Accessing Education

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In education, accessibility is an approach that enables each student to have the same opportunities to access information and engage in learning. Students whose abilities hinder their capacity to examine content or engage in learning through visual, auditory, or physical manipulation are at a disadvantage unless accessible features are in place. Accessibility is especially critical in the online learning environment. One way that Indiana Online incorporates accessibility into our courses is through Universal Design for Learning (UDL). The principle behind Universal Design is to build accessible features into products (such as online learning), so that those features are available to everyone without adaptation or specialization. According to the American Institutes for Research, “UDL is designed to serve all learners, regardless of ability, disability, age, gender, or cultural and linguistic background. UDL provides a blueprint for designing goals, methods, materials, and assessments to reach all students including those with diverse needs.” To put it into perspective, one example of Universal Design outside of the learning environment is ramps to access buildings. While not everyone needs a ramp to access a building, the ramp is available for those who do need it; meanwhile, those who don’t need the ramp can still benefit from its presence. The same is true for the learning environment. Screen readers are one type of assistive technology used to read text aloud to learners. Many students with visual impairments rely on such technology. However, screen readers benefit other students, too: auditory learners, students with focus and attention deficits, English language learners, and students with low processing abilities. At Indiana Online, accessibility plays a role in all aspects of instructional delivery including course design and teaching practices.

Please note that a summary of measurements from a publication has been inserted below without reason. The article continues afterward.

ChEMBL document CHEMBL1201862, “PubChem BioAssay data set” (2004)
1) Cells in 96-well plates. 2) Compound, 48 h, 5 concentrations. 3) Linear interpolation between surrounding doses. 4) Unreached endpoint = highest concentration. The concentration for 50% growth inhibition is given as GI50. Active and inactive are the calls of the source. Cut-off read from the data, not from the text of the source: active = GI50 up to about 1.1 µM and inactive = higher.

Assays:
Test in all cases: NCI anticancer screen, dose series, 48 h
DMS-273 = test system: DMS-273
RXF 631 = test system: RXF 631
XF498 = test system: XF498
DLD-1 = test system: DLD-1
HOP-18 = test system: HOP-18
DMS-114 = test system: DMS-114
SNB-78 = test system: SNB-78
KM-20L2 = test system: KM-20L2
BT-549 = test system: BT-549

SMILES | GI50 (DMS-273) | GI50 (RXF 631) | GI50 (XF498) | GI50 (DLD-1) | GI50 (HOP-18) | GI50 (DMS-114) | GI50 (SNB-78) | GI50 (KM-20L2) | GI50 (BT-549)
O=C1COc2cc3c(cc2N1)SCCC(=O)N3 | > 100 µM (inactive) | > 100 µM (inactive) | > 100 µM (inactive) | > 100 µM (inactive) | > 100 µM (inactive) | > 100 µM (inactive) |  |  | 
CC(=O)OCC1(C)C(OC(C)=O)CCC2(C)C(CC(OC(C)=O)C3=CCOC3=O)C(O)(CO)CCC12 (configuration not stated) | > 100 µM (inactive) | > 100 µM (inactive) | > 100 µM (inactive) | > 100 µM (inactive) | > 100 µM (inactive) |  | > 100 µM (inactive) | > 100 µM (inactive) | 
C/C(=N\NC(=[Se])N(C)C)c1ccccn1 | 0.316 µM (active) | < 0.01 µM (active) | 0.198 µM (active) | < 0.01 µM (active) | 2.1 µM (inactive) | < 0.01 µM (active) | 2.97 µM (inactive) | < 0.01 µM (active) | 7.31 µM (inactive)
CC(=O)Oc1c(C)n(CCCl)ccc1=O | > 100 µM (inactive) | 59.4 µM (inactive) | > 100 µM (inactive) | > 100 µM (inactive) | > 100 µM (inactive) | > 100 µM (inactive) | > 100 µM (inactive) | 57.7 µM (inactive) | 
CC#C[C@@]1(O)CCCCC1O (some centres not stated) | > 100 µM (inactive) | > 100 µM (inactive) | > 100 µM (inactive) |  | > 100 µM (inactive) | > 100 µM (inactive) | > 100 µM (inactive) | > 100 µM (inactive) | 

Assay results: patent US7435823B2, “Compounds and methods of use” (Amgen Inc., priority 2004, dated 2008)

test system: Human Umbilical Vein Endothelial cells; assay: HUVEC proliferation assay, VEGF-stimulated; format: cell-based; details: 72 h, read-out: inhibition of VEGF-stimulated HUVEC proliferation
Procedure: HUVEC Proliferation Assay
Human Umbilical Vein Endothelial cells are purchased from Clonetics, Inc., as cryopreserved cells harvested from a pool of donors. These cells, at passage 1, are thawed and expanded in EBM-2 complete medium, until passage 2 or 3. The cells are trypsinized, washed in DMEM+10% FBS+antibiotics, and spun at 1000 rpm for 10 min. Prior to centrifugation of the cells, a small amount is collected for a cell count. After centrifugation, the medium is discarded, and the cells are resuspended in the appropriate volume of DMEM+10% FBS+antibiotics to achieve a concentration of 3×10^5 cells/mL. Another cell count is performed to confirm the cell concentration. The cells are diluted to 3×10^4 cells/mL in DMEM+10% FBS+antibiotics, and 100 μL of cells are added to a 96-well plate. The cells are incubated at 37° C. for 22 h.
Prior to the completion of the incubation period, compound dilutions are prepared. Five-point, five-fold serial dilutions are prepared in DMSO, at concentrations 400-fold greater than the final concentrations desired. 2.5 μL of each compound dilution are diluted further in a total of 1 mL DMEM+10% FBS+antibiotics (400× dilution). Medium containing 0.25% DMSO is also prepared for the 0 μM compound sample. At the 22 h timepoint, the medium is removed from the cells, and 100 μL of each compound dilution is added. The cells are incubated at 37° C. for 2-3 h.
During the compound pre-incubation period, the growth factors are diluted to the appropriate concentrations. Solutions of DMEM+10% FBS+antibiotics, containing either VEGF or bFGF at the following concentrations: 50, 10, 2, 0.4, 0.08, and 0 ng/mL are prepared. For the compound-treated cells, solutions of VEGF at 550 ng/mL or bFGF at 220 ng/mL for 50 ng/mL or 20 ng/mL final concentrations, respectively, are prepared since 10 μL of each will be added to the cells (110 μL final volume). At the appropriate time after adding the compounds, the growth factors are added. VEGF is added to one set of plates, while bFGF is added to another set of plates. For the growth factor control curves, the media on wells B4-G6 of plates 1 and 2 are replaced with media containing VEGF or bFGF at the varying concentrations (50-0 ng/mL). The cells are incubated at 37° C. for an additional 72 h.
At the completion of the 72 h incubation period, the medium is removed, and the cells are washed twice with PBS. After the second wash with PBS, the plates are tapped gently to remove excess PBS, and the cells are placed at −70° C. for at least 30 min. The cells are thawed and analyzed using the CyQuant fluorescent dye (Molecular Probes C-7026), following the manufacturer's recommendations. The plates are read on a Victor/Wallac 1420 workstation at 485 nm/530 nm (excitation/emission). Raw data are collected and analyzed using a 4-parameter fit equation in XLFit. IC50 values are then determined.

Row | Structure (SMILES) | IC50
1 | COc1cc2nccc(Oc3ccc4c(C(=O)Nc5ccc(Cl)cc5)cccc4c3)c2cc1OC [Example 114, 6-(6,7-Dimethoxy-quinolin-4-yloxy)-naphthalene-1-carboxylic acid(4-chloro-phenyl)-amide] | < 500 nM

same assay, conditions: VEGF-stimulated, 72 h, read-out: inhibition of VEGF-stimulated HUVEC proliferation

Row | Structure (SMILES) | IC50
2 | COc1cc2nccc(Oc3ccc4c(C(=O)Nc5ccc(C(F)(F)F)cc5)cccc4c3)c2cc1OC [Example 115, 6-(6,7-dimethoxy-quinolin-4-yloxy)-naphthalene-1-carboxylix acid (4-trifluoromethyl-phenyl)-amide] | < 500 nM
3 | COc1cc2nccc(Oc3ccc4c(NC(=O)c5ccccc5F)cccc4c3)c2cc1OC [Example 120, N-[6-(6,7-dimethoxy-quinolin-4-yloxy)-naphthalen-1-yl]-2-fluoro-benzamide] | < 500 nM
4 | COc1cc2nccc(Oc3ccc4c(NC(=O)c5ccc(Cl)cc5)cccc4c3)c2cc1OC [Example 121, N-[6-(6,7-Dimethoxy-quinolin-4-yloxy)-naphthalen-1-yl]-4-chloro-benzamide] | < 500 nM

Course design requires that all instructional materials, activities, and assessments be designed not only in alignment with learning objectives, but also with the needs of each learner in mind. In fact, course design must be accessible by law. Sections 504 and 508 of the Vocational Rehabilitation Act and the Individuals with Disabilities Education Act (IDEA) mandate design accessibility. While the legality of accessibility is certainly important to us, what truly drives the designers at Indiana Online is our background in education and our desire to provide learning opportunities that benefit all students. Indiana Online Instructional Designer, Dr. Taunya Kline, said it perfectly, “Accessibility is an area I have grown in dramatically and the more I learn, the more my design thinking changes for the better. When accessibility is an essential component in design and development, it gives us the opportunity to not only level the playing field for our students, but celebrates the diversity that is among us all.” To provide accessible learning experiences for our students, Indiana Online courses are designed with National Standards for Quality Online Courses, Quality Matters, and WCAG 2.0 standards in mind. These guidelines provide a set of design standards to ensure accessibility for all learners. Some notable features include: captions for audio content, minimal color contrast ratios, alternate text for images, and guidelines for font size, style and spacing. These features help support all learners. Like the examples given previously of accessible ramps and screen readers, these features provide opportunities for students with disabilities to access information and engage in activities, but they also support all learners. For example, visual learners benefit from captions for audio content because they can see the text in addition to hearing it. Likewise, students who view content on smaller screens such as tablets or mobile devices benefit from color contrast ratios and font size, style and spacing guidelines. Course design is only one aspect of Indiana Online’s pursuit to provide accessibility for our learners.